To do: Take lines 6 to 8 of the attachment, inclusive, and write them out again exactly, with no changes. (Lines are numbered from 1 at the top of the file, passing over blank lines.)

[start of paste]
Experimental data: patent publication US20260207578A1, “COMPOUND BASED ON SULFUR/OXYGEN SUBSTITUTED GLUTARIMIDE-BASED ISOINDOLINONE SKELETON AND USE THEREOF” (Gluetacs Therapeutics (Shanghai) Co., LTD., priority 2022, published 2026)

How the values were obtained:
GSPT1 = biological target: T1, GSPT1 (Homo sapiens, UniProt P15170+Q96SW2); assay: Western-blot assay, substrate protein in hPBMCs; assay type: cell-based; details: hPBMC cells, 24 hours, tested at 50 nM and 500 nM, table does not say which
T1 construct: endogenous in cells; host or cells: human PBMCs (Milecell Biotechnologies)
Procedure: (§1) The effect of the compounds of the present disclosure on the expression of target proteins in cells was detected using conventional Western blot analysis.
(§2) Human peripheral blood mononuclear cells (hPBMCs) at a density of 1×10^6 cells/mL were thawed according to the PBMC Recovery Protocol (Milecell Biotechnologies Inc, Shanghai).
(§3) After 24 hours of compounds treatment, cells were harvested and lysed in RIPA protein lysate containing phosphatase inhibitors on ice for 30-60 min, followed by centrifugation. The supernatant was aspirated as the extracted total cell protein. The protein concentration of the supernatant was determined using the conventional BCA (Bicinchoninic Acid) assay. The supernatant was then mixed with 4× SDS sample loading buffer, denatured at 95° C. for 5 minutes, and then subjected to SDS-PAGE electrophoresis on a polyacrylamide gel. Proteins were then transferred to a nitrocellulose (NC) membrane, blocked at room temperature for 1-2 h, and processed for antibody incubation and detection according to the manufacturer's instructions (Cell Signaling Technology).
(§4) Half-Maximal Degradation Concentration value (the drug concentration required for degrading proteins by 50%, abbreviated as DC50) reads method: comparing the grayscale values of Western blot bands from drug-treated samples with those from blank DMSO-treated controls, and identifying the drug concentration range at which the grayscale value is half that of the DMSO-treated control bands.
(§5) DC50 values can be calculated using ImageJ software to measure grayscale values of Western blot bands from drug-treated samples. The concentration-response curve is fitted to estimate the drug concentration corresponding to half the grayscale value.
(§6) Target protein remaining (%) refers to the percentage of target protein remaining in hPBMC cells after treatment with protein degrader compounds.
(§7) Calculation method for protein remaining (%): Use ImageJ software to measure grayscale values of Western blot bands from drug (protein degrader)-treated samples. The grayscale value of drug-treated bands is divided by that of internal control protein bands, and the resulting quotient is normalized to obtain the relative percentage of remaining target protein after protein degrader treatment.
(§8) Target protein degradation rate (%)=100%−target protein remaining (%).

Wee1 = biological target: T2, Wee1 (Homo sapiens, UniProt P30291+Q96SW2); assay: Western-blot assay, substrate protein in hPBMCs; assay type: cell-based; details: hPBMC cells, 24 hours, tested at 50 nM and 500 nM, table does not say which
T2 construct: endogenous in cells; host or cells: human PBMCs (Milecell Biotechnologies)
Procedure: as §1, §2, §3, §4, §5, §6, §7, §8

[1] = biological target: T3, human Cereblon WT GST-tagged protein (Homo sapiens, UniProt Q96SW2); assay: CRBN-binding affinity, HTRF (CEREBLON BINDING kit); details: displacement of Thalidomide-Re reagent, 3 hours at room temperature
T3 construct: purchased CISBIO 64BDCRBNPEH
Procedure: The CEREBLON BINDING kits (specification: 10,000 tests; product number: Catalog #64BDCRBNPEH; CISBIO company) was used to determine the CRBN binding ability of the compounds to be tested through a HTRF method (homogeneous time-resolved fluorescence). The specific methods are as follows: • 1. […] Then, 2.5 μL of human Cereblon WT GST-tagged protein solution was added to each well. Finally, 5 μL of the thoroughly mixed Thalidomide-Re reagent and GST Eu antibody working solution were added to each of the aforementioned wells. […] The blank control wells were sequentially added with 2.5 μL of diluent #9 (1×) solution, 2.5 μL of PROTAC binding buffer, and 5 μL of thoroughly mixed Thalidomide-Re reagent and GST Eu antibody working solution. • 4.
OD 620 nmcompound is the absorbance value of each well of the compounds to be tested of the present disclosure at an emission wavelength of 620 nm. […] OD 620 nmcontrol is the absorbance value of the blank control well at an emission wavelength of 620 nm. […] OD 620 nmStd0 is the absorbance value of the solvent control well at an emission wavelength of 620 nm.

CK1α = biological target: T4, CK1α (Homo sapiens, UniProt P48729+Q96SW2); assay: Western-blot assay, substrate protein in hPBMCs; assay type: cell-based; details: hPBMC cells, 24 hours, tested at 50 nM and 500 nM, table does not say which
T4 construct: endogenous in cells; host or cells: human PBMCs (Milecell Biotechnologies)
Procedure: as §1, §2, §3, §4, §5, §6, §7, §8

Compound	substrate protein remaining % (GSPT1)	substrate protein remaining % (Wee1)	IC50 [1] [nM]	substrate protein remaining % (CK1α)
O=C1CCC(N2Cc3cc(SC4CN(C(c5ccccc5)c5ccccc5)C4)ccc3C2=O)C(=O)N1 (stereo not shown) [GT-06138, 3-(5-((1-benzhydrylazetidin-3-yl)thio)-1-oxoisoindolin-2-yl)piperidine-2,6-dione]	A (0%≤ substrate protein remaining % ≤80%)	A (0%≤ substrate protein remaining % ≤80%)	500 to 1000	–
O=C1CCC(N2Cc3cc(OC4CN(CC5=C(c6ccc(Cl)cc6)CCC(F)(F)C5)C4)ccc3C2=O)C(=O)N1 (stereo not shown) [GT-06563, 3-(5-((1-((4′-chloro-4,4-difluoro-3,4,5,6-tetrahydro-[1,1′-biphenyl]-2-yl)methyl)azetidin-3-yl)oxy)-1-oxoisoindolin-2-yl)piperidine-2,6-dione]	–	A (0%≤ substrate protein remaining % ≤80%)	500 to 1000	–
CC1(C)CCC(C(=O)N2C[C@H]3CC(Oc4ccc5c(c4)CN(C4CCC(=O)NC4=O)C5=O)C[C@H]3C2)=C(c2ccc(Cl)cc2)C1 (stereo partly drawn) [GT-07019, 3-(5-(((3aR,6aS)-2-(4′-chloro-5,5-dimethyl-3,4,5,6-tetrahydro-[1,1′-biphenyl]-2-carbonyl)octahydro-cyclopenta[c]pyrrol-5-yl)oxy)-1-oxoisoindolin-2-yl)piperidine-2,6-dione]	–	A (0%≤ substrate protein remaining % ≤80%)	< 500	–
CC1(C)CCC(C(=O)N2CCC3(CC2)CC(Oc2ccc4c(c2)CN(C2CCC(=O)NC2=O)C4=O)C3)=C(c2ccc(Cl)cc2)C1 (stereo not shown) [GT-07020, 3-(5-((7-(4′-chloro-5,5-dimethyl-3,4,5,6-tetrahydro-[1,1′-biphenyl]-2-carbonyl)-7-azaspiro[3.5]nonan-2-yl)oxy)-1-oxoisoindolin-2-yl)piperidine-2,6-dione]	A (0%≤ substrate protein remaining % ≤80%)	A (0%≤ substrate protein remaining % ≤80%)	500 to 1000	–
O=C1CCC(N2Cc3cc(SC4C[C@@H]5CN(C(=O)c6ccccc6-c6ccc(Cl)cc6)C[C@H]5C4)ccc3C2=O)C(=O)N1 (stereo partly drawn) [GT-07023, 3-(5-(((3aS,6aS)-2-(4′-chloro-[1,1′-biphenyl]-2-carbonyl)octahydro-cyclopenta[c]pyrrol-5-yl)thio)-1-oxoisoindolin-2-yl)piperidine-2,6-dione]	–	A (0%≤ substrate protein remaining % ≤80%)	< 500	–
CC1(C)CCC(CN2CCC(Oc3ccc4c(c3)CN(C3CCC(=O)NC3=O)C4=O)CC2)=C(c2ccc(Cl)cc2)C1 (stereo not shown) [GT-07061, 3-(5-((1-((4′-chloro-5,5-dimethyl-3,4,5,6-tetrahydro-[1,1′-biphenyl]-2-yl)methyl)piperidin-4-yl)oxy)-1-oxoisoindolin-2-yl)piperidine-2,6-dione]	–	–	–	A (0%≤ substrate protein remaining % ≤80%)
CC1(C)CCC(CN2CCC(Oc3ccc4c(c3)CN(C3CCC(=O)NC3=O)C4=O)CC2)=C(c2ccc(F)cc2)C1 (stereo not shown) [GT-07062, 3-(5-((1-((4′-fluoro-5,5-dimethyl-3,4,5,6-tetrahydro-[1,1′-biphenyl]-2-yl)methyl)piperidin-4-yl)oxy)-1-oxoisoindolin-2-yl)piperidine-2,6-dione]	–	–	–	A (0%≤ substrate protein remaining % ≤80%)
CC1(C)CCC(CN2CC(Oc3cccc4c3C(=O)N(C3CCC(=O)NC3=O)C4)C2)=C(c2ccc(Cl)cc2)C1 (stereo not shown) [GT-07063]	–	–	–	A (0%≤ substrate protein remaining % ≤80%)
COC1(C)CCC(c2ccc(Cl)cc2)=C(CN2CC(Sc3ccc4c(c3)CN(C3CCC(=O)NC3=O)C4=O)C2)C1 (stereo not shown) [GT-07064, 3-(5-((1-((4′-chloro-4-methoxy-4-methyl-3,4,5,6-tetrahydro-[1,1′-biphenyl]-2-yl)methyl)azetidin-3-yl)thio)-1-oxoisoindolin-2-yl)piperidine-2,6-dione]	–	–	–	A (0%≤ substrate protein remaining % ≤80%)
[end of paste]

(§2) Human peripheral blood mononuclear cells (hPBMCs) at a density of 1×10^6 cells/mL were thawed according to the PBMC Recovery Protocol (Milecell Biotechnologies Inc, Shanghai).
(§3) After 24 hours of compounds treatment, cells were harvested and lysed in RIPA protein lysate containing phosphatase inhibitors on ice for 30-60 min, followed by centrifugation. The supernatant was aspirated as the extracted total cell protein. The protein concentration of the supernatant was determined using the conventional BCA (Bicinchoninic Acid) assay. The supernatant was then mixed with 4× SDS sample loading buffer, denatured at 95° C. for 5 minutes, and then subjected to SDS-PAGE electrophoresis on a polyacrylamide gel. Proteins were then transferred to a nitrocellulose (NC) membrane, blocked at room temperature for 1-2 h, and processed for antibody incubation and detection according to the manufacturer's instructions (Cell Signaling Technology).
(§4) Half-Maximal Degradation Concentration value (the drug concentration required for degrading proteins by 50%, abbreviated as DC50) reads method: comparing the grayscale values of Western blot bands from drug-treated samples with those from blank DMSO-treated controls, and identifying the drug concentration range at which the grayscale value is half that of the DMSO-treated control bands.